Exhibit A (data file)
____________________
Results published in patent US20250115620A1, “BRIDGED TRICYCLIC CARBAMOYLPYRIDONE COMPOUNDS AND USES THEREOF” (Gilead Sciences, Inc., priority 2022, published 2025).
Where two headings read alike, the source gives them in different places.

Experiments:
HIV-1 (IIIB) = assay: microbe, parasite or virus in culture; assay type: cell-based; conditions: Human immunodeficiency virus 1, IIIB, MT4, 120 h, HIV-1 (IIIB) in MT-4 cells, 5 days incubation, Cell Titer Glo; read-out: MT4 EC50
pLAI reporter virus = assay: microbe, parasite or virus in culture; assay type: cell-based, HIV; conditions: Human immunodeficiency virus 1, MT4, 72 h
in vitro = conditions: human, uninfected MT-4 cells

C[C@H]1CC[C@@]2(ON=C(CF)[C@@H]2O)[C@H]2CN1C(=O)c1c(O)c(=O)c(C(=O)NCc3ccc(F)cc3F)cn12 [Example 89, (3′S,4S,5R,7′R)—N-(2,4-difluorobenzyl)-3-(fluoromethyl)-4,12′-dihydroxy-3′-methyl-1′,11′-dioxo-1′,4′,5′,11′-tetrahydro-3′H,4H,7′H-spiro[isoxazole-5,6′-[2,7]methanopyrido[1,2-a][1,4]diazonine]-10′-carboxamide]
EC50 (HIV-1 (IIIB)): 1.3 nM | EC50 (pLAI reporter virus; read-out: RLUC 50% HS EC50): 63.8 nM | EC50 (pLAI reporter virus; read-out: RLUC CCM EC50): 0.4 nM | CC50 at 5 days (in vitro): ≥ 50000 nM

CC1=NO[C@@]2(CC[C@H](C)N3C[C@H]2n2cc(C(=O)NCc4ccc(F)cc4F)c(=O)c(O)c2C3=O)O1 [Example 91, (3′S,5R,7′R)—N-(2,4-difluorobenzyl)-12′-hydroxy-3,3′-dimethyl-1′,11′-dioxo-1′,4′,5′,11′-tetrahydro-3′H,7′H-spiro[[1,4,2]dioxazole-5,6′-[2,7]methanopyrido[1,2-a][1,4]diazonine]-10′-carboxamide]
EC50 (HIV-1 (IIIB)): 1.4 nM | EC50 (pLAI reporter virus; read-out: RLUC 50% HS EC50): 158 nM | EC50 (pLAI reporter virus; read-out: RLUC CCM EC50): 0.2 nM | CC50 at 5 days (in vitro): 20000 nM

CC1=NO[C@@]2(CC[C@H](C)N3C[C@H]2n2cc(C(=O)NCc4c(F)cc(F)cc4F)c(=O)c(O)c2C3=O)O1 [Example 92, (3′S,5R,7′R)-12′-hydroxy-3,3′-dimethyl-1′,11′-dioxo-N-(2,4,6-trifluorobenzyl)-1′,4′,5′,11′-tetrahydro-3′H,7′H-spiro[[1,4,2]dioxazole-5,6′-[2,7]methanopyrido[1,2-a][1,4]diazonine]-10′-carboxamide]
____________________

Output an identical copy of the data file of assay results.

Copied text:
Results published in patent US20250115620A1, “BRIDGED TRICYCLIC CARBAMOYLPYRIDONE COMPOUNDS AND USES THEREOF” (Gilead Sciences, Inc., priority 2022, published 2025).
Where two headings read alike, the source gives them in different places.

Experiments:
HIV-1 (IIIB) = assay: microbe, parasite or virus in culture; assay type: cell-based; conditions: Human immunodeficiency virus 1, IIIB, MT4, 120 h, HIV-1 (IIIB) in MT-4 cells, 5 days incubation, Cell Titer Glo; read-out: MT4 EC50
pLAI reporter virus = assay: microbe, parasite or virus in culture; assay type: cell-based, HIV; conditions: Human immunodeficiency virus 1, MT4, 72 h
in vitro = conditions: human, uninfected MT-4 cells

C[C@H]1CC[C@@]2(ON=C(CF)[C@@H]2O)[C@H]2CN1C(=O)c1c(O)c(=O)c(C(=O)NCc3ccc(F)cc3F)cn12 [Example 89, (3′S,4S,5R,7′R)—N-(2,4-difluorobenzyl)-3-(fluoromethyl)-4,12′-dihydroxy-3′-methyl-1′,11′-dioxo-1′,4′,5′,11′-tetrahydro-3′H,4H,7′H-spiro[isoxazole-5,6′-[2,7]methanopyrido[1,2-a][1,4]diazonine]-10′-carboxamide]
EC50 (HIV-1 (IIIB)): 1.3 nM | EC50 (pLAI reporter virus; read-out: RLUC 50% HS EC50): 63.8 nM | EC50 (pLAI reporter virus; read-out: RLUC CCM EC50): 0.4 nM | CC50 at 5 days (in vitro): ≥ 50000 nM

CC1=NO[C@@]2(CC[C@H](C)N3C[C@H]2n2cc(C(=O)NCc4ccc(F)cc4F)c(=O)c(O)c2C3=O)O1 [Example 91, (3′S,5R,7′R)—N-(2,4-difluorobenzyl)-12′-hydroxy-3,3′-dimethyl-1′,11′-dioxo-1′,4′,5′,11′-tetrahydro-3′H,7′H-spiro[[1,4,2]dioxazole-5,6′-[2,7]methanopyrido[1,2-a][1,4]diazonine]-10′-carboxamide]
EC50 (HIV-1 (IIIB)): 1.4 nM | EC50 (pLAI reporter virus; read-out: RLUC 50% HS EC50): 158 nM | EC50 (pLAI reporter virus; read-out: RLUC CCM EC50): 0.2 nM | CC50 at 5 days (in vitro): 20000 nM

CC1=NO[C@@]2(CC[C@H](C)N3C[C@H]2n2cc(C(=O)NCc4c(F)cc(F)cc4F)c(=O)c(O)c2C3=O)O1 [Example 92, (3′S,5R,7′R)-12′-hydroxy-3,3′-dimethyl-1′,11′-dioxo-N-(2,4,6-trifluorobenzyl)-1′,4′,5′,11′-tetrahydro-3′H,7′H-spiro[[1,4,2]dioxazole-5,6′-[2,7]methanopyrido[1,2-a][1,4]diazonine]-10′-carboxamide]